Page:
Human Rights groups in Democratic Republic of Congo (DRC) have criticised a controversial directive by the provincial authorities in Kinshansa that has spiked arrests and harassment of sex workers.
The groups led by African Sex Workers Alliance (ASWA), Global Network of Sex Work Projects (NSWP) and Congolese Alliance for Human Rights Projects of Sex Work (ACODHU-TS) have called for release of sex workers arrested last month. Reports show that 208 sex workers were arrested during a swoop in Kinshasa.
Last month, the Council of Ministers issued a decree giving the police enforce ‘a moral code’ by arresting any individual ‘displaying immorality’.
The initiative started in September is supposedly to address what authorities call UJANA (Juvenile Delinquency Close to Prostitution) and to prevent ‘moral decay’ within the capital, which sources say include mode of dressing.
UJANA is supposedly to keep minors away from bars, clubs, hotels or any other entertainment joints.
However, activists say police are using the initiative to harass and arbitrarily arrest sex workers for as flimsy reasons as wearing short dresses. In September alone, about 208 sex workers were arrested on unclear changes. Some were released after paying some money to the police, while others still remain in custody.
According to the Congolese Alliance for Human Rights Projects of Sex Work, ACODHU-TS, police have been violently arresting sex workers and undressing women allegedly in short skirts.
The group says the police went as far as recording the violent arrests and circulating the videos on social media platforms.
“The images on WhatsUp published by the police on September,22, 2018 are humiliating and without respect for human rights. We have this film. We noted that 208 sex workers were arrested and humiliated at the police headquarters in Kinshasa,” Aimée Nshombo Furaha, who is the national coordinator of the group.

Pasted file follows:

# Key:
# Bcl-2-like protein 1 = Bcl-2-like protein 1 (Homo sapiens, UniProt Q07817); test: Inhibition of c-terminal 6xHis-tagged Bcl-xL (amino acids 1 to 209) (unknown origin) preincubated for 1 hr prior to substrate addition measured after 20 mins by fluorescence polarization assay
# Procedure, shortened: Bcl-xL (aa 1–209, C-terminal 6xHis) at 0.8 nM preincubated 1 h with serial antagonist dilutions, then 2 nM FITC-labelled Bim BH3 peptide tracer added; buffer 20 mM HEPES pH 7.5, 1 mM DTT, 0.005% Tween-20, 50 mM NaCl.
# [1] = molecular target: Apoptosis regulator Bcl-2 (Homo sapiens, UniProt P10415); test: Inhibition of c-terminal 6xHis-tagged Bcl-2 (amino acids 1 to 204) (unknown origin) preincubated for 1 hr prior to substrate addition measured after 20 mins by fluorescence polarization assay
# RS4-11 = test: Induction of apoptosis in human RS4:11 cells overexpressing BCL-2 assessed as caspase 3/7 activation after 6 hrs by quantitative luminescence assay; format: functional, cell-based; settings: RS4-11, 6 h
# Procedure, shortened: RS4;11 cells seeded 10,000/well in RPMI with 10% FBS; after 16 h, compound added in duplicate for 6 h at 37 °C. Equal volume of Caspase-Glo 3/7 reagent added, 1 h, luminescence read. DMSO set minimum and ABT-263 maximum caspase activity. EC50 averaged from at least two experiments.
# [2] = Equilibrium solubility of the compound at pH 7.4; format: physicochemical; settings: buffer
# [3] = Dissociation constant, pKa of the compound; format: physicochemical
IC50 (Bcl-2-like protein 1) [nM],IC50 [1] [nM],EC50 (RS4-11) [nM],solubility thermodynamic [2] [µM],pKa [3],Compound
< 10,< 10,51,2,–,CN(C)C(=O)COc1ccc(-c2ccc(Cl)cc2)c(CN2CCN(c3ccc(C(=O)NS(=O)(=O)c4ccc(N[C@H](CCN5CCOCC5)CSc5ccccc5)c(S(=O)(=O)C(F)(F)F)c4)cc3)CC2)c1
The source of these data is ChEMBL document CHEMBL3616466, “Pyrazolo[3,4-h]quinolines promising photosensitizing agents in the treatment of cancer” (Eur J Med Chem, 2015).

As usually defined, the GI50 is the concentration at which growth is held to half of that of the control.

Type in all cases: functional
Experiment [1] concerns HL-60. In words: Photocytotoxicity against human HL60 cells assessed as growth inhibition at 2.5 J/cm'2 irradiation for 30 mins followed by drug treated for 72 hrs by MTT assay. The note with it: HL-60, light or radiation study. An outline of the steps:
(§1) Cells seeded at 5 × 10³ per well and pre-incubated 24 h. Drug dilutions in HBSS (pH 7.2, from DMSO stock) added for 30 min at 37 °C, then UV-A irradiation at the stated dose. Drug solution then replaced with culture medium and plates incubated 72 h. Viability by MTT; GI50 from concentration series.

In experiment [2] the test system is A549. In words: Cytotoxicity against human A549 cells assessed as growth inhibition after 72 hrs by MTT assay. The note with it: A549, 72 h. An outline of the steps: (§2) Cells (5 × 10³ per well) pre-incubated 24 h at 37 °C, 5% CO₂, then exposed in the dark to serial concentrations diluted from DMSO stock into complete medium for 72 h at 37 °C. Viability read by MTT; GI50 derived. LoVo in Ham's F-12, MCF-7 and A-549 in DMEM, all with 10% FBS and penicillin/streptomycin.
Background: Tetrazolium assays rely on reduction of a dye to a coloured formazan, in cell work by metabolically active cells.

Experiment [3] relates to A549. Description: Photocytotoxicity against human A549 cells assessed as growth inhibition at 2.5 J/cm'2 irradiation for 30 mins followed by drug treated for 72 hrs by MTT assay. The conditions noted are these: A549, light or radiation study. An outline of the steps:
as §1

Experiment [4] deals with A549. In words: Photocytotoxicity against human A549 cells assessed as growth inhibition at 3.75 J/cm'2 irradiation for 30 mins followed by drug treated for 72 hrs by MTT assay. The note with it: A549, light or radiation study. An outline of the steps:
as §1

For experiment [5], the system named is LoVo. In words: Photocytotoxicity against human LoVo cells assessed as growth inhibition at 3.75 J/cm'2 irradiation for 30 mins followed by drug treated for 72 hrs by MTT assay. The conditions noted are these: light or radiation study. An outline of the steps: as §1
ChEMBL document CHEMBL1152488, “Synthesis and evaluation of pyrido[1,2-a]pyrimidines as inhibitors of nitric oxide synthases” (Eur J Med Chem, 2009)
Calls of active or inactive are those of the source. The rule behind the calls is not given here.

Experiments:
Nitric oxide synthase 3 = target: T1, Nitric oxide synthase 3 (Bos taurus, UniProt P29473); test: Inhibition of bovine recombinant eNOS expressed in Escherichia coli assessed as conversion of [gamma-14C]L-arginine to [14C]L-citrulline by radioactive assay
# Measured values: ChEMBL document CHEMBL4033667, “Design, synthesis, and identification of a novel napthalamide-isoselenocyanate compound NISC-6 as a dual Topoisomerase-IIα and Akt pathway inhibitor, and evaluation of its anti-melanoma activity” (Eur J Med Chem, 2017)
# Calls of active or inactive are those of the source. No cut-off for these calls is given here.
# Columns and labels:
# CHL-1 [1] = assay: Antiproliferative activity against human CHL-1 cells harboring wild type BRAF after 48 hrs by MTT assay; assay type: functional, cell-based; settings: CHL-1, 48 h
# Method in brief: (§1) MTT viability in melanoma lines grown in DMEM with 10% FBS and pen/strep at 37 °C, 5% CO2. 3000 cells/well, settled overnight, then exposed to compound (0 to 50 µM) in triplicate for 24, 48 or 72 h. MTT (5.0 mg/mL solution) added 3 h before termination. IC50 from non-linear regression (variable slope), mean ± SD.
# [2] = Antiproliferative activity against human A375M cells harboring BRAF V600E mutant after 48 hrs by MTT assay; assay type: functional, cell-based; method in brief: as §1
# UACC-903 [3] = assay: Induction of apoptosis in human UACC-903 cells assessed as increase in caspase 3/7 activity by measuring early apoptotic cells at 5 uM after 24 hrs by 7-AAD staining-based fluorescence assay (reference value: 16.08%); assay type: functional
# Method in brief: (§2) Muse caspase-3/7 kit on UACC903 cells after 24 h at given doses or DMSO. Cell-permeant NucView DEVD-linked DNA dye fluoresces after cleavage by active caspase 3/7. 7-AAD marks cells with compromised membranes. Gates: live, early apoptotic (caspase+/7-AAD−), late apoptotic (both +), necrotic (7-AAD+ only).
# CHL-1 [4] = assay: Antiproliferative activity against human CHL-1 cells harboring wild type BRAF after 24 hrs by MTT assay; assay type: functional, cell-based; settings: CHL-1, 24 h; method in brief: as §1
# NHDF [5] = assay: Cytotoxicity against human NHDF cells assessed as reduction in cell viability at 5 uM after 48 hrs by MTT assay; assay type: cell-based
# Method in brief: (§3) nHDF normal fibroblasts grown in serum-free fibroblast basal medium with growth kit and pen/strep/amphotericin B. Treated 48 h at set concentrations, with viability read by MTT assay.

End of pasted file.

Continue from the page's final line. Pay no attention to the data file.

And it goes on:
Besides working to secure the release of the sex workers, the group is working on a long-term strategy to push for decriminalisation.
“We have reports that other district authorities in other areas such as South Kivu and North Kivu are planning to replicate UJANA. We fear this may trigger a countrywide crackdown on sex workers,” she says.
She says instead of harassing and oppressing sex workers, the authorities should ensure equal protection and treatment by law.
“We demand that the government regulate sex work through a law recognising sex work as work through decriminalisation of sex work,” she says.
At the moment, sex work is legal in DRC. However, related activities such as pimping, running a brothel, debauchery and sex slavery are prohibited. Legalisation has, however, not stopped the police from harassing, arresting or exhorting money from sex workers.
ACODHU-TS wants the government to have clears laws that address human trafficking and other human rights violations of all citizens.
“The only way to eliminate clandestine trafficking of teenage girls by pimps is having a proper law to address this problem,” the group says.
It says the authorities should differentiate between sexual exploitation of minors and legitimate sex work by adults.
To address issues facing sex workers in the country, ACODHU TS is seeking to work with allies and partners such as UNAIDS to draw up an advocacy plan and an awareness creation campaign.
One of the advocacy plans is a roundtable meeting with various stakeholders to discuss the legislation of sex work in DR Congo.
Human trafficking in the Democratic Republic of Congo is pervasive and affects men, women and children of all ages. Women and children are often forced into sex slavery and marriages. According to the US State Department, some women are even coerced into sex slavery by family members.
The country does not have an anti-human trafficking law despite the fact that the crime is pervasive.
In addition, political instability has also made it hard to investigate, prosecute, or convict offenders of sex trafficking, as distinct from other sexual crimes, or labour trafficking.
Consequently, human rights organisations are pushing for a legal distinction between legitimate sex work and sexual crimes.